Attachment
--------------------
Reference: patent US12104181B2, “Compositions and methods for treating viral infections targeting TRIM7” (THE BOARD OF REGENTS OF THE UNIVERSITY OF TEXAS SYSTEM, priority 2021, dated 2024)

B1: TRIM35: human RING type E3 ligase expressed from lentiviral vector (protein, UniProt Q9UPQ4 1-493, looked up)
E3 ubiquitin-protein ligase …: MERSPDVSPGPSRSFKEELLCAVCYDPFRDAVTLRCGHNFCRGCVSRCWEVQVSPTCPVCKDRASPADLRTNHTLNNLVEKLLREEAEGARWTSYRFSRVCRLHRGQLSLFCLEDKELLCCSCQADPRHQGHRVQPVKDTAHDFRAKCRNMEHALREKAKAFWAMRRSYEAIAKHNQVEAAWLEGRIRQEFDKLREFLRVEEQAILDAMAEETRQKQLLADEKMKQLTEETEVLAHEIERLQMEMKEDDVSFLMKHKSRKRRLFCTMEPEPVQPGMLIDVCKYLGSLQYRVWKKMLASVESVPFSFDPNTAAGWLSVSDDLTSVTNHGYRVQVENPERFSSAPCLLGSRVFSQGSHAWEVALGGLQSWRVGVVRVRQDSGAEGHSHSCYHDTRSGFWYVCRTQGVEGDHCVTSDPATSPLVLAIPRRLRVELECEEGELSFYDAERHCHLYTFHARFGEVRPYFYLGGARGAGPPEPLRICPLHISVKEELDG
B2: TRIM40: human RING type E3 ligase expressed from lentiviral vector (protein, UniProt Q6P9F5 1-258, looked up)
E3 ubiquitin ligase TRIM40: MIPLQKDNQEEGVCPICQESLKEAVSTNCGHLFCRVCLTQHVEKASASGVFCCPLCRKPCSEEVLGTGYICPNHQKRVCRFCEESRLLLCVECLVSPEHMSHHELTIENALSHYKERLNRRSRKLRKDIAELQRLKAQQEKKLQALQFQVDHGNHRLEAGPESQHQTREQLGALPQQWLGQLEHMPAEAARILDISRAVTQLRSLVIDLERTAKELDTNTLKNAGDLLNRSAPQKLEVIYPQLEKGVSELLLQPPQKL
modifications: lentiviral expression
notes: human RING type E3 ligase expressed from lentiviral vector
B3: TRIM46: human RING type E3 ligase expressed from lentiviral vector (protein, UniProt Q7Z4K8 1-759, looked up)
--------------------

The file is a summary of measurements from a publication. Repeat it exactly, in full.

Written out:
Reference: patent US12104181B2, “Compositions and methods for treating viral infections targeting TRIM7” (THE BOARD OF REGENTS OF THE UNIVERSITY OF TEXAS SYSTEM, priority 2021, dated 2024)

B1: TRIM35: human RING type E3 ligase expressed from lentiviral vector (protein, UniProt Q9UPQ4 1-493, looked up)
E3 ubiquitin-protein ligase …: MERSPDVSPGPSRSFKEELLCAVCYDPFRDAVTLRCGHNFCRGCVSRCWEVQVSPTCPVCKDRASPADLRTNHTLNNLVEKLLREEAEGARWTSYRFSRVCRLHRGQLSLFCLEDKELLCCSCQADPRHQGHRVQPVKDTAHDFRAKCRNMEHALREKAKAFWAMRRSYEAIAKHNQVEAAWLEGRIRQEFDKLREFLRVEEQAILDAMAEETRQKQLLADEKMKQLTEETEVLAHEIERLQMEMKEDDVSFLMKHKSRKRRLFCTMEPEPVQPGMLIDVCKYLGSLQYRVWKKMLASVESVPFSFDPNTAAGWLSVSDDLTSVTNHGYRVQVENPERFSSAPCLLGSRVFSQGSHAWEVALGGLQSWRVGVVRVRQDSGAEGHSHSCYHDTRSGFWYVCRTQGVEGDHCVTSDPATSPLVLAIPRRLRVELECEEGELSFYDAERHCHLYTFHARFGEVRPYFYLGGARGAGPPEPLRICPLHISVKEELDG
B2: TRIM40: human RING type E3 ligase expressed from lentiviral vector (protein, UniProt Q6P9F5 1-258, looked up)
E3 ubiquitin ligase TRIM40: MIPLQKDNQEEGVCPICQESLKEAVSTNCGHLFCRVCLTQHVEKASASGVFCCPLCRKPCSEEVLGTGYICPNHQKRVCRFCEESRLLLCVECLVSPEHMSHHELTIENALSHYKERLNRRSRKLRKDIAELQRLKAQQEKKLQALQFQVDHGNHRLEAGPESQHQTREQLGALPQQWLGQLEHMPAEAARILDISRAVTQLRSLVIDLERTAKELDTNTLKNAGDLLNRSAPQKLEVIYPQLEKGVSELLLQPPQKL
modifications: lentiviral expression
notes: human RING type E3 ligase expressed from lentiviral vector
B3: TRIM46: human RING type E3 ligase expressed from lentiviral vector (protein, UniProt Q7Z4K8 1-759, looked up)